Classic Pop volunteers I Didn’t Get Where I Am Today, the Pets-go-Phil Spector euphoria on the B-side of 2004’s standalone single Flamboyant.
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“I totally agree,” smiles Neil. “If you want a great lost Pet Shop Boys single, I will totally go with I Didn’t Get Where I Am Today. It’s unusual for us, in that it’s 1960s-sounding. It was inspired by seeing The Strokes at Heaven, coming out and singing ‘I didn’t get where I am today,’ which is a lyric from their first album (Strokes Ed: It isn’t).
“We didn’t put it on Release because it didn’t fit the mood and wasn’t on any of that album’s B-sides as we always thought it could be a single.
“It’s the same with Shameless, the B-side of Go West. I think we learned something from Shameless: if there’s something you can do easily, you don’t really value it. I often say to people now: ‘You only don’t like that because you think it was too easy.’
“Really, you should value what comes easily because it’s the core of your talent. In the Shameless days, Chris and I could do OTT Hi-NRG tracks with funny lyrics so easily. Everyone thought: ‘That’s what Pet Shop Boys do, isn’t it?’ Because of that, we never thought for a moment that Shameless would go on Very, when it could absolutely be a single.”
Have Pet Shop Boys ever pandered to their audience? “Go West could be seen as pandering, but it really wasn’t,” insists Tennant. “It was meant as a comment on the AIDS crisis and the changes politically in Russia and Eastern Europe.
“But it could have been seen as pandering, because Go West really defined us. It was so huge, and then its football chant arrived. In a way, that changes you and makes you become a certain thing: ‘Pet Shop Boys: Big men, four-on-the-floor.’
“We tried to shrug that off. Was Always On My Mind pandering? Absolutely not, because we thought it was going to be the B-side of Rent.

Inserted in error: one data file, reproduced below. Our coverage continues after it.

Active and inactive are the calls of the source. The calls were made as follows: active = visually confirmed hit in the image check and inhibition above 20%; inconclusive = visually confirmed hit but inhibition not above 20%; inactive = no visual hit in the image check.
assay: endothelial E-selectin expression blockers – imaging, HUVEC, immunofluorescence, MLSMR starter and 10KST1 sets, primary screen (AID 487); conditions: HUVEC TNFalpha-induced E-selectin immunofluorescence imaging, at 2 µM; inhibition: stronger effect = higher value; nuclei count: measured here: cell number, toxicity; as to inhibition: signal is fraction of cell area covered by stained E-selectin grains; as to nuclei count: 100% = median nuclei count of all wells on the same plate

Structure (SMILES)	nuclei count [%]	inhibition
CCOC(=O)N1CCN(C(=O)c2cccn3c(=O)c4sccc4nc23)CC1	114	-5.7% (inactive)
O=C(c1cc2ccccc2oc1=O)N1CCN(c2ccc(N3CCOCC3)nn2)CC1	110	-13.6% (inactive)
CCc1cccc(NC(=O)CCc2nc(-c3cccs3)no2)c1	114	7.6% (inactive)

“I’m always interested by just how much we’ve brought into our singles: So Hard and I Don’t Know What You Want But I Can’t Give It Anymore are very dark lyrics. I became aware of how dark some of those are when Stuart Price reworked them for our singles show.”
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That ethos of packing their singles as tight as a wildly infectious pop song will allow stretches back even further than West End Girls, as Chris remembers: “We wrote a Pet Shop Boys manifesto when we started.”
Neil: “We sent it out with our demo. It was quite heartfelt, and it said what we wanted to do. We also made a mixtape of bits of records that we loved, to send to producers, of: ‘This is what we like.’
“It was things like claps panning across the speakers and breakdowns of lovely strings coming in. If I played that tape to you now, you’d say: ‘There it is. That’s Pet Shop Boys.’ Left it on a plane, sadly.”
As soon as West End Girls took off, that manifesto was lived large, as Neil explains: “From the start, we had a different way of doing things. Our first appearance on Top Of The Pops is regarded as a landmark in being deadpan.
“If you see it now, it doesn’t really look like that, it just seemed it for the time. Chris famously told me before we went on: ‘Don’t look triumphant!’”
If Pet Shop Boys didn’t look triumphant at making it onto TOTP, did they feel triumphant? “It was lovely to be No.1,” smiles Chris. “But triumphant? Definitely not. It took us too long to get there to feel triumphant.”
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Their actual triumphant moment was getting the Christmas No.1 with Always On My Mind in 1987, beating Rick Astley’s cover of When I Fall In Love.
“Pete Waterman was furious, apparently,” cackles Chris. “Fuming,” adds Neil. Chris: “Livid.” Neil: “And the funny thing is, we were working at Stock, Aitken & Waterman’s studio at the time, with Patsy Kensit. That felt triumphant.
“Of course, we didn’t look triumphant on Top Of The Pops, though my father noticed, as I was singing with my hands in my pockets. He told me: ‘You were looking very nonchalant.’”
How do the Pets feel that Always On My Mind never gets any love at Christmas?
“We were a classic record that happened to be No.1 at Christmas, like Don’t You Want Me,” counters Neil. “Does Don’t You Want Me get any love at Christmas?” It’s on Now Christmas… “Is it?” boggles Neil. He’s very, very good at looking appalled, Neil Tennant.
“Really? In that case, Always On My Mind should be on Now Christmas.” Chris: “What I hate are the novelty Christmas No.1s. I’ve never heard any of those sausage roll records, but I know I don’t like the idea of it.”
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Despite their glee at beating Stock, Aitken & Waterman, Neil and Chris are big fans, as Chris enthuses: “That Channel 5 documentary was brilliant.” Neil continues: “We always defended them at the time, even though Pete Waterman would slag us off. People never realise the level of talent and application needed to churn out hit after hit.